Monday, December 14, 2015

Fencing Assembly Illustrated Build

Not clearly shown in the current set of plans is the method of assembly and build of the Fencing that goes around the roof line in front of the Atrium.  For those of you asking and waiting for details on how this works, wait no longer - here it is, the Illustrated Build of the Fencing.


You’ll need a number of tools to complete the Fencing on this Advent House as shown in these images. Here is the initial list:
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  • Thin CA Glue (Hobby/RC Airplane shop)
  • X-Acto Knife
  • Black fine Point Sharpie
  • 1/8" Drill Bit
  • Paper Towels (for clean up)
  • Wax Paper/plastic to protect surrounding areas from the CA Glue. (or a work piece)

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So – let’s get started on the Fencing:

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Paint Fencing


Start by Painting the Fencing Pieces.  This includes painting BOTH SIDES of the Fencing Pickets (7 pieces) and painting 1 side of the Fencing Beams (7 pieces).  The image above shows the pieces laid out.  You can see the piece in the upper left hand corner has the beam laid on top of the bottom section of the fencing.

Allow the paint to dry sufficiently.

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Mark Hole Locations


Lay each Fencing Pickets piece on the top front edge of the roof.  While holding in place, mark the hole locations on the front edge of the roof piece using the Fine Point Sharpie.  Simply mark inside each hole on the Fencing Picket Pieces.  The order of marking these is not so important as long as you plan ahead.  For example, make sure the front piece is centered, make sure the other pieces fit where they belong.  Mark all hole locations.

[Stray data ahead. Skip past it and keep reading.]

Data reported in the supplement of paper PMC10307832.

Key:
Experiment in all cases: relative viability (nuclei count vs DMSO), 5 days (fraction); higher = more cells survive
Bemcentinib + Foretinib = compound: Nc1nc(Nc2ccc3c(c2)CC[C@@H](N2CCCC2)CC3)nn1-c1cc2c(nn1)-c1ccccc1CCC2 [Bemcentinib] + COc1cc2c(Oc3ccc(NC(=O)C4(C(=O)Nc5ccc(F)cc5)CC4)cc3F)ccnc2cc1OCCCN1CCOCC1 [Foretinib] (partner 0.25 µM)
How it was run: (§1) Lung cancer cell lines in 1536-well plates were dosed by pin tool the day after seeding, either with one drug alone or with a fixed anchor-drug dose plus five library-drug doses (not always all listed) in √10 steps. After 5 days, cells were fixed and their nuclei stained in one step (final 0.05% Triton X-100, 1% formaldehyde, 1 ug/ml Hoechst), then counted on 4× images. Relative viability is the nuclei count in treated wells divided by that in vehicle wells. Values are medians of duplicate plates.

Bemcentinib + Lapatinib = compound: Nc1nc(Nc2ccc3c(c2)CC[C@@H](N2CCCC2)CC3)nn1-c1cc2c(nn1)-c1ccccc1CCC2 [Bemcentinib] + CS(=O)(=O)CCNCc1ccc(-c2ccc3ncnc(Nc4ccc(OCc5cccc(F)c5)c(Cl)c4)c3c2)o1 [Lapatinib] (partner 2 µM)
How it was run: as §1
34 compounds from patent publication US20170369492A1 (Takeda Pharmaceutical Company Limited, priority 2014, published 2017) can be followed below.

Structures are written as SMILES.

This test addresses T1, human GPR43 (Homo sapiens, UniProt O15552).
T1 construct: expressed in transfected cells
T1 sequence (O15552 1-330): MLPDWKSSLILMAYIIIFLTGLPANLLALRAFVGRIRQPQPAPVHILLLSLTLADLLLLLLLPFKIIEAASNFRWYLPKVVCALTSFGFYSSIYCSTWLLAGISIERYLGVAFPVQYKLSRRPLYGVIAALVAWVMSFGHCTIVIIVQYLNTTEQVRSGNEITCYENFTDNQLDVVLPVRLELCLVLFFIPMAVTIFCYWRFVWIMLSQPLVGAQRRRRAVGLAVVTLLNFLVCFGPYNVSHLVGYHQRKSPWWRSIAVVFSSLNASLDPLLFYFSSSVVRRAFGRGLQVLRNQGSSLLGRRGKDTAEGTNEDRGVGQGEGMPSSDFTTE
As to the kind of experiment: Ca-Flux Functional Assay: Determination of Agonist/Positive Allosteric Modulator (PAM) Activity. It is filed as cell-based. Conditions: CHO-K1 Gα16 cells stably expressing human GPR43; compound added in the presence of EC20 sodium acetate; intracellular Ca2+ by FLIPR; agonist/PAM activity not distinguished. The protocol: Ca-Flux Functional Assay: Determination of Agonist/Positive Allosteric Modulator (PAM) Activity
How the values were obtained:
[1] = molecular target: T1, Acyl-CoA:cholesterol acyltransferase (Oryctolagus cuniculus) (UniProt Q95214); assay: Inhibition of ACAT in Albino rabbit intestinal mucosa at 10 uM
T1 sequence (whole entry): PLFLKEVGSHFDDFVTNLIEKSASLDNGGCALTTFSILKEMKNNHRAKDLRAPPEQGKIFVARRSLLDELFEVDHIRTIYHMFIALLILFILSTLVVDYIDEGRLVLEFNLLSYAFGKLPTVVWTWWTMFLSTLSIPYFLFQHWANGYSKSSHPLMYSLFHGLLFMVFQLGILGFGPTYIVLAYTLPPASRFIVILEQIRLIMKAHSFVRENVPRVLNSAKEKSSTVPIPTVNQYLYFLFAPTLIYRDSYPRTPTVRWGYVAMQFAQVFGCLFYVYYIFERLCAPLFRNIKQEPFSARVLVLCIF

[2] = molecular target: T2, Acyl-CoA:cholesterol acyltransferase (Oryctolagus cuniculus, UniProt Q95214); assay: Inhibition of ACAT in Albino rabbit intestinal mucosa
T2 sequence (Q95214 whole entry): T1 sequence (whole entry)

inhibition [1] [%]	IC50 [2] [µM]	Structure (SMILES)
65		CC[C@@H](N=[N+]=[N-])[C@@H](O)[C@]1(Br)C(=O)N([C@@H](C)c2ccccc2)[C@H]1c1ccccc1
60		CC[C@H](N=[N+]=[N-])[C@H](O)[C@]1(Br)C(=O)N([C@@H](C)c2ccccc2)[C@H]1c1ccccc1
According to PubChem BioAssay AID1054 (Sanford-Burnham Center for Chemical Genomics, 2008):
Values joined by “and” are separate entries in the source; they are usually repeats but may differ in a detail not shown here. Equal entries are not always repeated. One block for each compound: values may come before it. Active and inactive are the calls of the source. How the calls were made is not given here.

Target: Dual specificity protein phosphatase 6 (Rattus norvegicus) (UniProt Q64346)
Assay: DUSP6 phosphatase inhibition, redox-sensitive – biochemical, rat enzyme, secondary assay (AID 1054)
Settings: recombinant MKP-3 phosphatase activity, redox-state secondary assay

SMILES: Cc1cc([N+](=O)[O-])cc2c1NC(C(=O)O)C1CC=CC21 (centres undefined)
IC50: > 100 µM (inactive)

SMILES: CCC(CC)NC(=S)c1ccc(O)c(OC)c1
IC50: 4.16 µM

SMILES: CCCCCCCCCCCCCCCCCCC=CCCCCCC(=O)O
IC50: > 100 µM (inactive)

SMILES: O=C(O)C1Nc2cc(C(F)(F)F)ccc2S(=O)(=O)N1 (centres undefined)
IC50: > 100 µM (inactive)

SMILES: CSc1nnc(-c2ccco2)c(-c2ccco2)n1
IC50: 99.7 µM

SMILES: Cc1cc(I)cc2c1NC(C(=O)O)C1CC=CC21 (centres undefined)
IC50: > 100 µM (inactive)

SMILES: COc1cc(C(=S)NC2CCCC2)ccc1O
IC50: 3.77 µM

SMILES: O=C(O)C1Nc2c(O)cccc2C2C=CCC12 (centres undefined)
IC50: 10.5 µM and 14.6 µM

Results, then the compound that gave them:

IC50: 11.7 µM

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Hole Locations Marked



In this image you can see where I have marked the 2 hole locations for the Front Fence piece.  Mark All Fence Hole Locations (16 places)

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Drilling Hole Locations


Using a 1/8" Drill Bit, drill the holes for the matching magnets.  ** CAREFUL - DO NOT Drill too deep.  You only want to drill just deep enough for the magnet to sit flush with the face of the roof edge.  Drill about 1/16" deep is all.  It's OK if it's a little deeper, but if you go too deep, you may need to backfill with something (like drill dust) so that the magnet doesn't go too deep when gluing.

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Hole Drilled


It's hard to see, but this image shows the one hole drilled in the face of the roof edge..


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All Holes Drilled


This image shows all of the fencing piece holes drilled in the face of the edge of the roof piece.

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Prep for Glue


It's now time to match the unpainted side of the Fencing Beam to the face of the Fencing Picket.  You may want to check your picket pieces for the 'best' faces and glue the beam to the other side.

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- – WARNING – - 
Now seems like a good time to make a point of the caution needed while using CA glue. In case you are interested, you can read more about CA glue online, but in short, CA glue is a fast acting and powerful glue used in many different applications. CA Glue can be dangerous. Be very careful not to get it on your skin – it can take days to wear off, and please, please, please don’t get this in your eyes. Safety goggles aren’t a bad idea here. Lastly, once this stuff drys/cures – it’s solid and trying to separate 2 pieces of material once it is glued will almost always result in broken material and not a broken glue bond. So please be sure you know where the piece is going before you glue it down. ok? – ok, enough of that.

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Glue Beams and Pickets